For those of you not familiar with who Mathew Ingram is suffice it to say he is one of Canada’s best bloggers in the tech/blogging/journalism field. Most recently however he has been spending less time blogging (which sucks) and more time as the Community Manager for The Globe and Mail, one of Canada’s national daily newspapers.
From what I understand part of his job is getting the old stick in the mud type editorial process and thinking dragged into the new social media world. It was in this capacity that Mathew found himself having to put into practice some of the basic tenets of social media and blogging after the Globe and Mail ran an editor’s blog post only to pull it.
The original post (you can read in full over at this blog which grabbed the post just after it appeared) was about search engine optimization which there had been an internal Globe & Mail workshop about. The post was written by their online Books editor and wasn’t overly kind about the whole thing, nor about the person who had given the workshop.
As Mathew writes about the experience over at the Neiman Journalism Lab blog
After someone noticed the post, it was quickly removed. When I found out about it, I said that I was troubled by that response, and that I felt we should say something about why it was taken down — especially since at least one blogger and several people on Twitter had noticed it was no longer online. The initial response, however, was to not say anything about the removal, with the rationale — one that I have heard many times in the past — being that a response from us would simply give the incident legs.
After some discussion with senior editors, we decided a response would be a good idea, and that I should write a blog post about why we removed it, include a comment from the editor of globeandmail.com, and then post a link to it at the blog that had mentioned the removal — all of which I did. In the post, I pointed out that we hadn’t removed the post because of Peter’s negative comments about SEO (as some suspected) but because the Books blog wasn’t an appropriate forum for that discussion. (The personal comments about an invited guest were also offside, I think.)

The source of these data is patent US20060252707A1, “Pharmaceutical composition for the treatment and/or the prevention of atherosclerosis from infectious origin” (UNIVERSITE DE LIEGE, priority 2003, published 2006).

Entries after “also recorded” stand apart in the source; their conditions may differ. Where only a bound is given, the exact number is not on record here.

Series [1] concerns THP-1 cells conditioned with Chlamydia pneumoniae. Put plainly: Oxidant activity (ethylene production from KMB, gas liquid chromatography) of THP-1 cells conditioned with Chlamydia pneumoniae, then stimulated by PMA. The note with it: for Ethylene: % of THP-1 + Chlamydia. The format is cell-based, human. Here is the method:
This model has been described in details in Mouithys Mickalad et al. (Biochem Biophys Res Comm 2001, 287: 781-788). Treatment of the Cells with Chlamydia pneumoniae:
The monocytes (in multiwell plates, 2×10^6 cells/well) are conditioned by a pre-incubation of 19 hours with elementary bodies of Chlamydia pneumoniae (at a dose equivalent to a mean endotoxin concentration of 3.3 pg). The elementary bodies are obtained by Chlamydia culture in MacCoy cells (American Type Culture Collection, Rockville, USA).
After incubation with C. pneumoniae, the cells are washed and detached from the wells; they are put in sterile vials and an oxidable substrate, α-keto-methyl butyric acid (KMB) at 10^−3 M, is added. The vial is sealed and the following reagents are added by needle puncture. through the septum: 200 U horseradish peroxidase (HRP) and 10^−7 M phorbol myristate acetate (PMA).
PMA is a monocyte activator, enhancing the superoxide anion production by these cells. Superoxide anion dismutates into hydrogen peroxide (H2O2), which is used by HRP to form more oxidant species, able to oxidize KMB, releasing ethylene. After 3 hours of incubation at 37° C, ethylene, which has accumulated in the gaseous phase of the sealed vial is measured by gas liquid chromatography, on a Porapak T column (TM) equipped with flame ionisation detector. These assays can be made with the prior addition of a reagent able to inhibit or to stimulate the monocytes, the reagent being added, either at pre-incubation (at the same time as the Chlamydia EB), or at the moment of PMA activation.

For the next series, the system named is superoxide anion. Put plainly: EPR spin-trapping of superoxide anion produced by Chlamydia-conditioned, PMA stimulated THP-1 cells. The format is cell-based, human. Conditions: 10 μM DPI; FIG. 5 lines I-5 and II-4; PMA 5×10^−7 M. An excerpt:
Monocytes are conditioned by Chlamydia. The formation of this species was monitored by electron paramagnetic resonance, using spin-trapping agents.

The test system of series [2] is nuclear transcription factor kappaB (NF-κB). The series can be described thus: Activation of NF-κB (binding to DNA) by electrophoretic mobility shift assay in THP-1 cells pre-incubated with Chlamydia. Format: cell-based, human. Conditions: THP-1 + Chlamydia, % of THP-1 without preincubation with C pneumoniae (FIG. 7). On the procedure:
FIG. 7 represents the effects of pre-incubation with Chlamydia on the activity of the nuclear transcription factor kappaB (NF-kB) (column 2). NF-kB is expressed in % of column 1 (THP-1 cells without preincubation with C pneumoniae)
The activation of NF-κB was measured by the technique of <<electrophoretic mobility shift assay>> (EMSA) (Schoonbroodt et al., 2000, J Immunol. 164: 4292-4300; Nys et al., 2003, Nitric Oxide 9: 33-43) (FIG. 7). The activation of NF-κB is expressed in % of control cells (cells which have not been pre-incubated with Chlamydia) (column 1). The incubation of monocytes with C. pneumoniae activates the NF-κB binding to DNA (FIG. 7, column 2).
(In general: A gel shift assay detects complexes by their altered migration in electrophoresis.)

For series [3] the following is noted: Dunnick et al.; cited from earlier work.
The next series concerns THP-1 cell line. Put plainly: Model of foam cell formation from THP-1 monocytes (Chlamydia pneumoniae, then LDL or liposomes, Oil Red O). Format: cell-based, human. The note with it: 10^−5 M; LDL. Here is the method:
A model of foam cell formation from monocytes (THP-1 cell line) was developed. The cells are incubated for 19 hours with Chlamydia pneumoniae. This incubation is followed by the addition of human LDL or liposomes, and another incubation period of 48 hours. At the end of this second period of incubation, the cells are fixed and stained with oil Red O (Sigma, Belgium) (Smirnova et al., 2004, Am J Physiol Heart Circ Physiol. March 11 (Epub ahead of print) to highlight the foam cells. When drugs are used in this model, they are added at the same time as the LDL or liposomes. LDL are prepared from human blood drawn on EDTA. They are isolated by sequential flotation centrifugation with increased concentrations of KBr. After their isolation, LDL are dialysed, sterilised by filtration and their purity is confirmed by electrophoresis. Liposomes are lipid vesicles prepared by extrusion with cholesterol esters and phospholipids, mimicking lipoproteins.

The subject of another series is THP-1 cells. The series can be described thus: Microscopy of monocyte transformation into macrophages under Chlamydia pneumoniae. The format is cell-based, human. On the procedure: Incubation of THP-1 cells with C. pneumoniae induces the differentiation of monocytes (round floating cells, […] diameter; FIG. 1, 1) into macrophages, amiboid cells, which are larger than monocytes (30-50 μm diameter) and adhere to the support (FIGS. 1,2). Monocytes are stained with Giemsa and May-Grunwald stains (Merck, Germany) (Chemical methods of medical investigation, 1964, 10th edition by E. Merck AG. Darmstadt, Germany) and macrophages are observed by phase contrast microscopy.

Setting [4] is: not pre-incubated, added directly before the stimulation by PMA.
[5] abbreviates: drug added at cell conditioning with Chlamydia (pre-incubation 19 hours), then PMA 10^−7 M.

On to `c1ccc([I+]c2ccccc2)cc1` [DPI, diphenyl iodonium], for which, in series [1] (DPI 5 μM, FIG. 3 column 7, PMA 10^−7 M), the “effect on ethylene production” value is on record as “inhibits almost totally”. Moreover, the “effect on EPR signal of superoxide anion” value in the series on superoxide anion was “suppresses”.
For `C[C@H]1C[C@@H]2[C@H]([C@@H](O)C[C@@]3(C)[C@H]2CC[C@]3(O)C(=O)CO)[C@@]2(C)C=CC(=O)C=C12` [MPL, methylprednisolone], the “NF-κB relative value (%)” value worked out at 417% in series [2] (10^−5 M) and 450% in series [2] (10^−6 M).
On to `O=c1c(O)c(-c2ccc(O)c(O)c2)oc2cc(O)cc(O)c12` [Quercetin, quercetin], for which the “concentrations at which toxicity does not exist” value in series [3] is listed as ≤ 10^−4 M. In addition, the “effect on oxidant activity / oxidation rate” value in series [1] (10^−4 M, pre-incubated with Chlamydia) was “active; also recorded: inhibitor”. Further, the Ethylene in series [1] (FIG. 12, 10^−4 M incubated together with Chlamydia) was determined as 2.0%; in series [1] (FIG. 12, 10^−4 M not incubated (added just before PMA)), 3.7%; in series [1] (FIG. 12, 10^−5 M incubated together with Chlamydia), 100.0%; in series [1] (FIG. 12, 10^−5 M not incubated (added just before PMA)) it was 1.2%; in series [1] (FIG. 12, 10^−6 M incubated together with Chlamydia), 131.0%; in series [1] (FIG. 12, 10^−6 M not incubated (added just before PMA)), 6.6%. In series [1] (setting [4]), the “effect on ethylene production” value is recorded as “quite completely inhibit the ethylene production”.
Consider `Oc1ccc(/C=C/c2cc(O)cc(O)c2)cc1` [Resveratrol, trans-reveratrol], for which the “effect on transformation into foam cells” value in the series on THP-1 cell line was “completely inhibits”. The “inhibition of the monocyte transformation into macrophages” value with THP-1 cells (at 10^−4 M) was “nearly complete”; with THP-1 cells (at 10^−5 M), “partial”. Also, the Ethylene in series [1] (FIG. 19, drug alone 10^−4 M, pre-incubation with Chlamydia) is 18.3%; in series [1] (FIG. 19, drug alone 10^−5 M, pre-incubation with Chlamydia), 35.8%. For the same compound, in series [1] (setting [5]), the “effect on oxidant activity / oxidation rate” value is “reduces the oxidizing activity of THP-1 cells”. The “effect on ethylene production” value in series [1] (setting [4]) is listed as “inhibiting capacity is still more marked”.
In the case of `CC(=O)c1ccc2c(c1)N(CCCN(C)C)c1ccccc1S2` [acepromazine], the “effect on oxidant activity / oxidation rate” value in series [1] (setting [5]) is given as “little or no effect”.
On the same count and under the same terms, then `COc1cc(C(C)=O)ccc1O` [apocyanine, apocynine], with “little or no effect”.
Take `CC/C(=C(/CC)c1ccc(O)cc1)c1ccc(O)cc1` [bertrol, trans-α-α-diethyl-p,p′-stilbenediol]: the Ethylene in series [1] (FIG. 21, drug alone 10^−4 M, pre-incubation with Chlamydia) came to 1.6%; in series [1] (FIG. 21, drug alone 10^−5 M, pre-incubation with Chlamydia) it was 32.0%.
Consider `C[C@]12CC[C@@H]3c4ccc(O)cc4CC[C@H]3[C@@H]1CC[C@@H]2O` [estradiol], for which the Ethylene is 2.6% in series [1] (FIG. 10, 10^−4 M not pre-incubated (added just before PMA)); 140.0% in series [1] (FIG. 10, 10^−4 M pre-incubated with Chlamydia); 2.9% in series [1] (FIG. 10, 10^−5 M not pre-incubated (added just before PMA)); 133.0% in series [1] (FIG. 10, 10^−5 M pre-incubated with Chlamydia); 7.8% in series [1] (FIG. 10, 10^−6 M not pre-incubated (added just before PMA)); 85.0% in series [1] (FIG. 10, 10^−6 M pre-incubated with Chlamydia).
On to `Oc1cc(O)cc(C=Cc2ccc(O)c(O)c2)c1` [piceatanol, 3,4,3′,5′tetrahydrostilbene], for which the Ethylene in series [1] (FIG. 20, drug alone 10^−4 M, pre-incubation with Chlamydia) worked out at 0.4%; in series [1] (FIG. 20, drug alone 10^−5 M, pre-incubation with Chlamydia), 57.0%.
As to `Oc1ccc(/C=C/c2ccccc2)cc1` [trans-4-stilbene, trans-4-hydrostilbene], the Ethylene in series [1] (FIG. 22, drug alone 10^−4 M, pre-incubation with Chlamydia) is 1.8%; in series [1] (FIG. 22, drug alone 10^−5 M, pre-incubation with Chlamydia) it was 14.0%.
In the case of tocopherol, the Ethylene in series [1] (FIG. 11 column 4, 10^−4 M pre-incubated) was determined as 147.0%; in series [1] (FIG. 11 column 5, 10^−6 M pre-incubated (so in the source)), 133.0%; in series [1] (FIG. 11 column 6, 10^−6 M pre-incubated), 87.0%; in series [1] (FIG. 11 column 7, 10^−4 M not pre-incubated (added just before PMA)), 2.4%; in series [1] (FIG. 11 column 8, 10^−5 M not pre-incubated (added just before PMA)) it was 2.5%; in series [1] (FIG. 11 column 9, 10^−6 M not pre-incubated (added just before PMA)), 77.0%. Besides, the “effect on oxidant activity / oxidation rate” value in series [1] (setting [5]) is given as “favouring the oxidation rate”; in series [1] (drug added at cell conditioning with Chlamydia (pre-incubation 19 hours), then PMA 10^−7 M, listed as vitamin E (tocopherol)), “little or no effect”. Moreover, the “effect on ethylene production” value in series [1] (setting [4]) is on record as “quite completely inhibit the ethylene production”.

My argument was twofold. By not responding, I argued that we were ignoring a conversation in which we should be taking part. And by removing something without explaining why, I argued that we were effectively breaching our trust with readers, in however small a way. While an editor slamming his own organization might be damaging to our brand, I argued that the trust of our readers was also a key part of our brand, and that we had to do everything we could to maintain it. That, I think, is the fundamental purpose of being open and honest in the first place. Trust, as Craig Newmark has said, is “the new black.”
Nicely done Mathew and a big kudos to The Globe and Mail for being willing to walk the walk. Now if you would please stop with the partial RSS feeds I’d be an even happier camper.
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